James Joyce

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Oxford University Press, 1982 - Poetry - 887 pages
35 Reviews
Upon its publication in 1959, this book was recognized as the definitive study of Joyce's life. In honor of the James Joyce Centenary in 1982, the author published a new edition, thoroughly revised and expanded. Ellmann's original research led him from Dublin to Joyce's haunts in Europe. In the process he discovered many people who served as partial models for Joyce's characters, networks of association in which they were placed, and he shows how Joyce converted this raw material into brilliant works of fiction. Ellmann gives a fascinating account of the literary milieu in which Joyce worked, and discusses his relationship with Yeats, Shaw, Eliot, Hemingway, Proust, Pound, Larbaud, and Fitzgerald. His dramatic portrait of Joyce as son, lover, husband. father, and artist provides the key to understanding Joyce's revolutionary writings. This new edition, for a new generation, Ellmann feels "may help to assuage some of the curiosity that still persists about this bizarre and wonderful creature who turned literature and language on its end."--Publisher description.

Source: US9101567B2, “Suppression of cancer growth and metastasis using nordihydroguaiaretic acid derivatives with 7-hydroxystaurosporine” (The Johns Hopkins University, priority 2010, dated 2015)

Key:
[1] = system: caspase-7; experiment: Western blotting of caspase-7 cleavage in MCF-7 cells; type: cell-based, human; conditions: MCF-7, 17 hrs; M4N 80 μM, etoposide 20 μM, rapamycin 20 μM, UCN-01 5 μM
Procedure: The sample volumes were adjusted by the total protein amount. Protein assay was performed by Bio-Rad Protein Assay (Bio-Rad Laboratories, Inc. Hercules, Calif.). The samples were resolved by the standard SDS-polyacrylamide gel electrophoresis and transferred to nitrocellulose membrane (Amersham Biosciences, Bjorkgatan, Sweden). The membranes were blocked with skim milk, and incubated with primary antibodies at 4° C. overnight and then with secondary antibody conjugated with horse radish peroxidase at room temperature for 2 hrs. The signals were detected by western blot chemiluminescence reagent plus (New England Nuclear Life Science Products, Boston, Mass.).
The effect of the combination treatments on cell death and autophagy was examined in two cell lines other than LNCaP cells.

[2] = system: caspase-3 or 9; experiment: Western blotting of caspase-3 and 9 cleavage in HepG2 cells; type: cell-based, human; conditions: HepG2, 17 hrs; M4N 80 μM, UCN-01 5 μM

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Review: James Joyce

User Review  - Ronald Morton - Goodreads

This work should basically be considered essential reading for all lovers of Joyce. (of course, loving Joyce should also be considered essential) (so, really, this should simply be considered ... Read full review

Review: James Joyce

User Review  - Andrea - Goodreads

This is one of my favorite biographies. I think you can get more about what Joyce thinks from the Ellmann biography than from some of Joyce's esoteric works. James Joyce was a brilliant lifelong ... Read full review


The Growth of Imagination

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About the author (1982)

Richard Ellmann is Goldsmith's Professor of English Literature, Oxford University.

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